The Bureau of Cannabis Control just released its draft rules which now go into a 30-day review process before the Office of Administrative Law. While there are certainly pluses and minuses of the draft rules that will be debated by the cannabis industry and other stakeholders of the coming months, the decision by the BCC to allow for statewide deliveries, even into areas that have banned licensed cannabis businesses, is a wise move.

Prohibiting the delivery of cannabis and infused products into cities and counties that don’t allow regulated stores, producers, and processers unnecessarily stifles the industry and is completely counterproductive. Banning cannabis sales within a jurisdiction doesn’t stop people from purchasing and consuming marijuana, it merely forces people to drive longer distances or pushes people into the illegal market. Patients with mobility issues are the ones most harmed by delivery bans. The BCC should be commended for this common-sense decision. Unfortunately, there is strong opposition to the statewide delivery decision, so the fight isn’t quite over, as The Press Democrat reports:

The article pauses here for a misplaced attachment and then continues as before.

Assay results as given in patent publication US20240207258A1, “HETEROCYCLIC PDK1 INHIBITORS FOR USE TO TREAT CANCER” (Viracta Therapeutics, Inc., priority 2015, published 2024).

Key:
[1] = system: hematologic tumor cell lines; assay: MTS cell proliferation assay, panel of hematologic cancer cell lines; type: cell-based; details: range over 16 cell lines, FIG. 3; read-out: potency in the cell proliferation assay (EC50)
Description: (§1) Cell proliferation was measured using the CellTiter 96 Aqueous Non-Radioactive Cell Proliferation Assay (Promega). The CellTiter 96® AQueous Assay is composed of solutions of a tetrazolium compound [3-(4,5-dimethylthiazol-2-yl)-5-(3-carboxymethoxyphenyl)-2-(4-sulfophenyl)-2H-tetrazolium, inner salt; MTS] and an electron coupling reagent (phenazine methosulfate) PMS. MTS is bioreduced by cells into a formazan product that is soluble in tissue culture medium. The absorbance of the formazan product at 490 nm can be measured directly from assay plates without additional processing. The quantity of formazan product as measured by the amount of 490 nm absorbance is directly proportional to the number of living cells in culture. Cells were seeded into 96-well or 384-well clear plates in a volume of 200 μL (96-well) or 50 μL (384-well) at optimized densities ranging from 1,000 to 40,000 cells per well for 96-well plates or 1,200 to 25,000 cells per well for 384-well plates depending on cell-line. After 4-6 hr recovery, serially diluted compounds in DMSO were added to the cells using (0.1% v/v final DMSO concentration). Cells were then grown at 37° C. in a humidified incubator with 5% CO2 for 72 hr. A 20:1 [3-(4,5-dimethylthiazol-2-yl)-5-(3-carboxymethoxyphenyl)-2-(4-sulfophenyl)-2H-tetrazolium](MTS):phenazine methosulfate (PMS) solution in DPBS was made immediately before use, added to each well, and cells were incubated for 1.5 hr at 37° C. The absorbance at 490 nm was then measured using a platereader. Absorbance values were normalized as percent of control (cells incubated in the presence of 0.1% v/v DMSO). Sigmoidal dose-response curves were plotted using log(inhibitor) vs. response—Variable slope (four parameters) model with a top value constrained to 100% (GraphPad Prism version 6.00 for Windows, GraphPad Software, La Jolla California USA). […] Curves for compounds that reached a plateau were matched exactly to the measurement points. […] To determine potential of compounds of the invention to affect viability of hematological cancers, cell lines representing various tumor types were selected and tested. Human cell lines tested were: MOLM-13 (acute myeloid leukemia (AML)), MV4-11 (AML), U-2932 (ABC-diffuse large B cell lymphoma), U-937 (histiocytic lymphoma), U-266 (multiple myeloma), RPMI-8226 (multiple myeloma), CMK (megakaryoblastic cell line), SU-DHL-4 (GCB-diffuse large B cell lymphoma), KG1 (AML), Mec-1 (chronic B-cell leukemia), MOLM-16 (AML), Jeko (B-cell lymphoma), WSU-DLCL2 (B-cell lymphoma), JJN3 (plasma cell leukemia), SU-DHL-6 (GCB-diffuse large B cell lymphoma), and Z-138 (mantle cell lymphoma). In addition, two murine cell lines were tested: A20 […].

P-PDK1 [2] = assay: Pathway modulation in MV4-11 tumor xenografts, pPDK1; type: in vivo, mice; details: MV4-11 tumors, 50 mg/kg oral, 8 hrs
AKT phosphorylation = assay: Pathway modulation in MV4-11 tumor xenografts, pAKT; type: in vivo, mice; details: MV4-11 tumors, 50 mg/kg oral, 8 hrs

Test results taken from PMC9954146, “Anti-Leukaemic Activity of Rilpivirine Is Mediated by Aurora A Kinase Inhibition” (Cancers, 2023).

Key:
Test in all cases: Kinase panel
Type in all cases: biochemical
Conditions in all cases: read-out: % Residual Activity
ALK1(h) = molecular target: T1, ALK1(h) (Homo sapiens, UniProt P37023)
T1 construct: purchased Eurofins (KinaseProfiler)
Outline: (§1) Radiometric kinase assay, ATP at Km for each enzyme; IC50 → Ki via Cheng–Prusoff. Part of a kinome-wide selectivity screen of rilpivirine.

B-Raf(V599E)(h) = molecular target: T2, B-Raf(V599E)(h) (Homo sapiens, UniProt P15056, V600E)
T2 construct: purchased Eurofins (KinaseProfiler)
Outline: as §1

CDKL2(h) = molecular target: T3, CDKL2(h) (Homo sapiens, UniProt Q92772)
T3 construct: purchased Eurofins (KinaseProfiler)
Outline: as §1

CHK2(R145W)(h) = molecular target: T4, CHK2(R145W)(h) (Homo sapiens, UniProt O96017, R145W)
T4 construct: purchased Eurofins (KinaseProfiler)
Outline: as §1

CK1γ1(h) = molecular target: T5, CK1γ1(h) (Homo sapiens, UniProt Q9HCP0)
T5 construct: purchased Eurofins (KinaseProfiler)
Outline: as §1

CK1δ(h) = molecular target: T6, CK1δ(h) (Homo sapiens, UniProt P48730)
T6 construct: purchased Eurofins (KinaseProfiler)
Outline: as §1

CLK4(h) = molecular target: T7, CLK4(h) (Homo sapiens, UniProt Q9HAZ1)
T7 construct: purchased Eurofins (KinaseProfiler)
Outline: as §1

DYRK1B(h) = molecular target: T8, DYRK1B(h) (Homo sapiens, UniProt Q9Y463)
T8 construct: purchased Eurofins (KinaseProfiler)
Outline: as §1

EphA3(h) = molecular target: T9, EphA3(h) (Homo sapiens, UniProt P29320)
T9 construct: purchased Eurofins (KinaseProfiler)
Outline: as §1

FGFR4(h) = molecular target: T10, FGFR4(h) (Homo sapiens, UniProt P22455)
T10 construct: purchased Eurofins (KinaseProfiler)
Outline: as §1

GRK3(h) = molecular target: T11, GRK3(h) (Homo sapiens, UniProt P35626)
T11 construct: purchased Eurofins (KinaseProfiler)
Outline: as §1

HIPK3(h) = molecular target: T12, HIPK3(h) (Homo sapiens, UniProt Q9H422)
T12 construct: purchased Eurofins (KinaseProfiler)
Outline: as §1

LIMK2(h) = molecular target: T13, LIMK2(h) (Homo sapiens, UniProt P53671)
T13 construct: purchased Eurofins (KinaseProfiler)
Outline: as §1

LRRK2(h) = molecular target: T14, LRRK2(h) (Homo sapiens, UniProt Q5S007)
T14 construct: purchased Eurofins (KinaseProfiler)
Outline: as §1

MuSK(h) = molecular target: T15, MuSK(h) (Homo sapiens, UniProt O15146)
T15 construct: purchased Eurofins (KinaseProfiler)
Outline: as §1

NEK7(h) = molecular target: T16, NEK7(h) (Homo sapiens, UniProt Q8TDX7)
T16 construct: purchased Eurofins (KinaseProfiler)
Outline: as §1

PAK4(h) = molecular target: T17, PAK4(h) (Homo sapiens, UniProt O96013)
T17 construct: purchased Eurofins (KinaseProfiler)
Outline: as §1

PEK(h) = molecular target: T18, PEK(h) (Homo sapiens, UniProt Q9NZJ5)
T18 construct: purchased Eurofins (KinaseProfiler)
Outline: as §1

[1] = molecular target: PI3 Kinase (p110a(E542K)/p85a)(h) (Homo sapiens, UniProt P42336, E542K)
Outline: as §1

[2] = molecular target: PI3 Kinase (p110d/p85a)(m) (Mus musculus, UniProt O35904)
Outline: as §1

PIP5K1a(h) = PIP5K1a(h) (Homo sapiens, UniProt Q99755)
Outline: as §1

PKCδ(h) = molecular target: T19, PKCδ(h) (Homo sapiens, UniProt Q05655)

Law enforcement groups and the California League of Cities opposed the move, arguing that pot deliveries to places that ban cannabis erodes local government control and will increase crime in those areas.

The matter has been one of the most debated issues as state regulators hammer out permanent rules for how marijuana is grown, tested, packaged and delivered.

The delivery issue was included in regulations drafted by the Bureau of Cannabis Control, which issues most retail permits. The rules will become law in 30 days unless California’s Office of Administrative Law objects. The dispute could end up in court.

Hopefully, the BCC’s decision on statewide deliveries will stand. It will be a shame for hard-working Californians and the state to needlessly lose out on revenue because of some Reefer Madness nonsense that regulated cannabis deliveries will increase crime. Statewide deliveries reduce crime on their face because they curtail illegal, unregulated sales. If the delivery decision stands, it will be great if other states, like Oregon, will also follow suit. To stay on top of all of California’s cannabis rules, to ask questions of the top regulators directly, and network with top investors and entrepreneurs, be sure to attend the International Cannabis Business Conference in San Francisco this February 7-8, 2019. To ensure your spot and save some money, be sure to purchase your early-bird tickets by January 18th. After San Francisco, the ICBC will be heading to Barcelona, Berlin, Zurich, and Vancouver. Get your early-bird tickets to secure your place at the world’s premier global industry event.